Āyan (𐤏)

Acceptable ways to write it: āyn, āyan, iyn, iyan

The letter āyn (𐤏) is the sixteenth letter in the Afroasiatic language known as Paleo-Hebrew. The letter has been equated with the letter A, the letter E, the letter Gh, the letter I, and the letter O in the English language. Nonetheless, the letter A and the letter I are the most likely association for the letter in English. It is possible that it could be written as an I but pronounced like the letter A based on historical connections to the Igbos, Ibri, and Iberians, which are all derived from a progenitive ancestor of Ibar or Ābar.

paleo-hebrew ayn or ghayn

Nonetheless, the letter Gh does have historical support when looking at languages that branched from Ābarayat. Also, the letters E and the letter O are mostly used in Modern Hebrew in the English language. The multiple letters associated with āyn (𐤏) have caused much confusion and serious implications. We discuss this further under the “History of the Meaning

The Paleo-Hebrew language or Original Ābarayam language is one spoken with an emphasis on the rauach (breath, wind, spirit). With the language of the Ābarayam, each letter has a meaning and a number associated with it that adds meaning to each word they’re used with. Below you will be able to learn more about the letter in Ancient Hebrew, Aramaic, Greek, and much more. However, you can read more about the Paleo-Hebrew alaph-bayt on Wikipedia.

Ābarayt
Paleo-Hebrew
Ancient Hebrew
English
Masoretic Hebrew
Askenazi Hebrew
Israeli Hebrew
Modern Hebrew
Arabic
Aramaic
Syriac (Aramaic)
Greek
Latin
Cyrillic
South Arabian
Ge'ez
Letter
𐤏
Ā ā
E e
Gh gh
I i
O o
ע
ع
غ
ܥ
Ο ο
Ω ω
O o
О о
Ѡ ѡ
Ѿ ѿ
Оу оу
Ю ю
Ъ ъ
Ь ь
Ы ы
Ѧ ѧ
Transliteration
ayn
ā
e
gh
i
o
ayin
ayn
ghayn
ē
ē
omicron
omega
O
O
omega
ot
uk
yu
er
yer
yery
yus
Pronunciation
aïn
eh
e
gh
i
o
ayin
aïn
ghaïn
ē
ē
oʊˈmaɪkrɒn
oʊˈmɛɡə
o
o
o
ot
y
u

y
am or om

Number
70
N/A
70
70
70
70
70
70
70
Definition
Eye, to see, experience, watch, heed, know, cover, color
eye
perception, see, eye
veil, cover, unseen

History of the Meaning

The pictograph of the word is of an eye, look, or appearance and in Modern Hebrew, it is basically a silent letter. In Paleo-Hebrew, it held a sound, however, the true sound has been lost. Both the words for Hebrew and Eden begin with this letter. However, as mentioned above the confusion around which English letter is associated with the Ābarayat letter has caused for confusion.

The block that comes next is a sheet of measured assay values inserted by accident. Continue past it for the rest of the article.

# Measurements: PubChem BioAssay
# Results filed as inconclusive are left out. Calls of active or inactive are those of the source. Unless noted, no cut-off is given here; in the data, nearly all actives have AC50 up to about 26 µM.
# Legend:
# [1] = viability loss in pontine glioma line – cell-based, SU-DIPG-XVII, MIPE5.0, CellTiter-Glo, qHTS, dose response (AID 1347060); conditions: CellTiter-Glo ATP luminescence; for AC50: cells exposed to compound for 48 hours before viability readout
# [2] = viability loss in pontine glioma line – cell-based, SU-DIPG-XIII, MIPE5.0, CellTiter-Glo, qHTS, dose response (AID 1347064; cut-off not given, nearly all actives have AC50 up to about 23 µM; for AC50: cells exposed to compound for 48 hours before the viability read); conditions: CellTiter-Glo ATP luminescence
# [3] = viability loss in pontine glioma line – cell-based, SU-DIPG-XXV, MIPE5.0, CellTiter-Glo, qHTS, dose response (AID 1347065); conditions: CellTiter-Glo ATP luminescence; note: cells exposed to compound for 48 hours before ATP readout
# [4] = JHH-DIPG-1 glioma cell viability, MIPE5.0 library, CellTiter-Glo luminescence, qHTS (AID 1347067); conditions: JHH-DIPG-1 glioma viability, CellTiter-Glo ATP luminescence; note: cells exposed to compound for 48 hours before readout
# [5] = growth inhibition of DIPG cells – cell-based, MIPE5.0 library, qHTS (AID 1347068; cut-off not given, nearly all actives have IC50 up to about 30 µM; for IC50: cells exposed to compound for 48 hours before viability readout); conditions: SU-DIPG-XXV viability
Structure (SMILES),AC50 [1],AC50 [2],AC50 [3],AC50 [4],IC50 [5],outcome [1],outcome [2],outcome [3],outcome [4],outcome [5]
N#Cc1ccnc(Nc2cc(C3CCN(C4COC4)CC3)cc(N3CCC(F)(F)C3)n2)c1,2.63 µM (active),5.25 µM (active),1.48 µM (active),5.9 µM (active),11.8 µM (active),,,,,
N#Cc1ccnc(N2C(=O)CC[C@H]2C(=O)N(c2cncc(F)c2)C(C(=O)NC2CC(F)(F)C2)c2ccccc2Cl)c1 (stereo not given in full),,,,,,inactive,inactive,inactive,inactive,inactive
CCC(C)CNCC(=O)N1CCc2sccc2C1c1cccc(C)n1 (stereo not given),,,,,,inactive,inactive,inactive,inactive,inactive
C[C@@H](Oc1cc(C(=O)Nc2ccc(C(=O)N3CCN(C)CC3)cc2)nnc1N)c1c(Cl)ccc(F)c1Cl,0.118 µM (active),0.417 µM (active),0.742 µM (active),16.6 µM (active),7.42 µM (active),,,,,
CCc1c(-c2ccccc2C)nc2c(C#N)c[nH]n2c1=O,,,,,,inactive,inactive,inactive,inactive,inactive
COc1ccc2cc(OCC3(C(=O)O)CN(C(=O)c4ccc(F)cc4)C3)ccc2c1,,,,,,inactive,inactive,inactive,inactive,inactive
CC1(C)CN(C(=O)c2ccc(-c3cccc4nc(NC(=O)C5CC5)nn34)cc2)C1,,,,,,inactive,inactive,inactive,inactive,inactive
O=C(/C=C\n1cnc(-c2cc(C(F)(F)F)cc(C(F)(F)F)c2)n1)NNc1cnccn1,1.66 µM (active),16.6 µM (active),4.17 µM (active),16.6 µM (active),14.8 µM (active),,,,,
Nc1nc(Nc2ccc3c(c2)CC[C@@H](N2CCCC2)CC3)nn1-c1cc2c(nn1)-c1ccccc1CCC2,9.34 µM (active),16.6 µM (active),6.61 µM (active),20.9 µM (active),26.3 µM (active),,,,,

The English word Hebrew comes from combining Ha (𐤄) written as “the” and Ābaray (𐤏𐤁𐤓𐤉) written as “Eberite” in modern translations. Ābar (𐤏𐤁𐤓) can also mean “heed the family of inheritance.” In Modern Hebrew, Ābaray is written as Ibri (עִבְרִי) and is another name for an Israelite. If we use the other letters that have been associated with āyn (𐤏) then we produce Ebaray, Ghabaray, Ibaray, and Obaray. Where “E” is also associated with alaph (𐤀) and “I” is also associated with yud (𐤉).

The English word for Eden (Garden of Eden) comes from Paleo-Hebrew’s Ādan (𐤏𐤃𐤍) and means luxury or pleasant. Together it is a word picture of “look through the door of life.” In Modern Hebrew, Ādan is written Eden (עֵדֶן). If we use the other letters that have been associated with starting letter then we produce Eden, Ghadan, Iden, and Oden.

History of the letter A

The letter A was introduced in 1800 BCE (2125 AM). Resembling an animal’s head with antlers or horns, the original meaning of the letter in ancient Shamay (𐤔𐤌𐤉) was “ox.” The letter that has stood at the head of the alphabet during traceable history. The name of the letter in the Phoenician (Paleo-Hebrew) period resembled the Modern Hebrew name aleph meaning “ox”; the form is thought to derive from an earlier symbol resembling the head of an ox. The letter was taken over by the Greeks in the form of alpha. In the Paleo-Hebrew alphabet, the letter stood for a species of breathing, as vowels were not represented in the Shamay (𐤔𐤌𐤉) alphabets.

History of the letter E

The letter E was introduced in 1779 BCE (2146 AM). The letter was pronounced like an “h” in Shamay (𐤔𐤌𐤉) and resembled a stick with two arms and a leg meant to signify a human form. The Greeks flipped it around in 700 BC and changed the sound to “ee.”